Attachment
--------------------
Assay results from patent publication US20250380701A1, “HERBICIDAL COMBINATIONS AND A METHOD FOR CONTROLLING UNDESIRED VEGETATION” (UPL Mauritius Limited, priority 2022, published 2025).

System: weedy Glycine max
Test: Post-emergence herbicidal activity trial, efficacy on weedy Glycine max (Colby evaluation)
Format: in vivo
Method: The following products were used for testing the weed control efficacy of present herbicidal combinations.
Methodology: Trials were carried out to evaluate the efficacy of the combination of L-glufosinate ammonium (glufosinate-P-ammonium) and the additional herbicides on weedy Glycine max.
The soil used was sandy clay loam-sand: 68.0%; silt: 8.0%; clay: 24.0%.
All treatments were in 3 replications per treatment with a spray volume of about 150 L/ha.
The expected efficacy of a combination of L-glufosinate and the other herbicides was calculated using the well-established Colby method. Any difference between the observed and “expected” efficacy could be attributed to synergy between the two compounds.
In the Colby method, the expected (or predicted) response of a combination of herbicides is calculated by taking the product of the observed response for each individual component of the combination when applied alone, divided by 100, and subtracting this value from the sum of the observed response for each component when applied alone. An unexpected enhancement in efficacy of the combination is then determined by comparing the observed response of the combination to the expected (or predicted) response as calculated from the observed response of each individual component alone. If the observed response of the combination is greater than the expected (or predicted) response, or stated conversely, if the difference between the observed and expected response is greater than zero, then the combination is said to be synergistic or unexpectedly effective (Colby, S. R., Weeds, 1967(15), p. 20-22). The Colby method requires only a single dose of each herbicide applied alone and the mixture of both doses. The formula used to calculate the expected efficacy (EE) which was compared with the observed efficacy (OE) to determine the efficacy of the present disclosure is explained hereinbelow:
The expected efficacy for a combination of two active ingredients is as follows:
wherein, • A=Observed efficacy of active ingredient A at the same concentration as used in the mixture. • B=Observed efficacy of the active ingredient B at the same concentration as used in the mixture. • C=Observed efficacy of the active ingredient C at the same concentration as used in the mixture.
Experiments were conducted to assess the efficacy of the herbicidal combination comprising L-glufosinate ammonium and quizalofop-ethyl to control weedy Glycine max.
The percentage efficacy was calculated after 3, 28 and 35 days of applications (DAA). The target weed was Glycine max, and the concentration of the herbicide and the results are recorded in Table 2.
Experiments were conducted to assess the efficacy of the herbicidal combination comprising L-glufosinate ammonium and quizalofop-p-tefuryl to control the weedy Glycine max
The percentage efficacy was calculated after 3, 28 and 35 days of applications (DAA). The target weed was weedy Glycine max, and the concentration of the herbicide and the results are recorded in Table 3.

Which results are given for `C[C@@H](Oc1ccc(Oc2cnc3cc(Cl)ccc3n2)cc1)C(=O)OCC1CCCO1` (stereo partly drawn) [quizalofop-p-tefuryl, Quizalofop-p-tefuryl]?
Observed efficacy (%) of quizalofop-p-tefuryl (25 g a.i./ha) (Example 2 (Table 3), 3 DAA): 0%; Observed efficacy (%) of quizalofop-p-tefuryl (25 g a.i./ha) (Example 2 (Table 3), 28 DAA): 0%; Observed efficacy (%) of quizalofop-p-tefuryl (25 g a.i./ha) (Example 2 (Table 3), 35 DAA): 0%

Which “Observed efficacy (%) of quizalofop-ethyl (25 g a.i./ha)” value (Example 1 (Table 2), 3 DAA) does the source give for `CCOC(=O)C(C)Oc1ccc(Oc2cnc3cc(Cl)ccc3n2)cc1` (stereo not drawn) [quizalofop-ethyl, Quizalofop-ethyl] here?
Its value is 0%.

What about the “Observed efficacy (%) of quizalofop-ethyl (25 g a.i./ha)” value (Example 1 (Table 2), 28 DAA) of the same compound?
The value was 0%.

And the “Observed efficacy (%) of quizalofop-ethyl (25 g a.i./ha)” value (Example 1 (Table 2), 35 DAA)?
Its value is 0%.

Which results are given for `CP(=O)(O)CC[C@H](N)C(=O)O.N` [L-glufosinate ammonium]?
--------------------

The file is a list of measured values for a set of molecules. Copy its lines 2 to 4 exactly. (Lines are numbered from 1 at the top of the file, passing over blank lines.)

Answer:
System: weedy Glycine max
Test: Post-emergence herbicidal activity trial, efficacy on weedy Glycine max (Colby evaluation)
Format: in vivo